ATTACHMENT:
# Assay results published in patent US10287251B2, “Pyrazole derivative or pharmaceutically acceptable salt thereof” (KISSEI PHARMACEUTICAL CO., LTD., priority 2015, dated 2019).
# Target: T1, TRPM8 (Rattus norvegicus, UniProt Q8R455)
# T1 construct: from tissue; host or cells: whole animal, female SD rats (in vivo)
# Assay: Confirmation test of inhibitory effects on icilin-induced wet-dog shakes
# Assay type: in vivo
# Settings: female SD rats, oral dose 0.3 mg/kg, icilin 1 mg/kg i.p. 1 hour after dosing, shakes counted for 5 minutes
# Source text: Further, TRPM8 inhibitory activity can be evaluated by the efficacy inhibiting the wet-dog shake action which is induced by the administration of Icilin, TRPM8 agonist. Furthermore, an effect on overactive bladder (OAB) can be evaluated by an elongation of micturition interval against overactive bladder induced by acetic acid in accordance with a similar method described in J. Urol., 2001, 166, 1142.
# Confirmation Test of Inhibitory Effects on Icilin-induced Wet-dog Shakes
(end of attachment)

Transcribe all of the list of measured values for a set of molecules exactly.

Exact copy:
# Assay results published in patent US10287251B2, “Pyrazole derivative or pharmaceutically acceptable salt thereof” (KISSEI PHARMACEUTICAL CO., LTD., priority 2015, dated 2019).
# Target: T1, TRPM8 (Rattus norvegicus, UniProt Q8R455)
# T1 construct: from tissue; host or cells: whole animal, female SD rats (in vivo)
# Assay: Confirmation test of inhibitory effects on icilin-induced wet-dog shakes
# Assay type: in vivo
# Settings: female SD rats, oral dose 0.3 mg/kg, icilin 1 mg/kg i.p. 1 hour after dosing, shakes counted for 5 minutes
# Source text: Further, TRPM8 inhibitory activity can be evaluated by the efficacy inhibiting the wet-dog shake action which is induced by the administration of Icilin, TRPM8 agonist. Furthermore, an effect on overactive bladder (OAB) can be evaluated by an elongation of micturition interval against overactive bladder induced by acetic acid in accordance with a similar method described in J. Urol., 2001, 166, 1142.
# Confirmation Test of Inhibitory Effects on Icilin-induced Wet-dog Shakes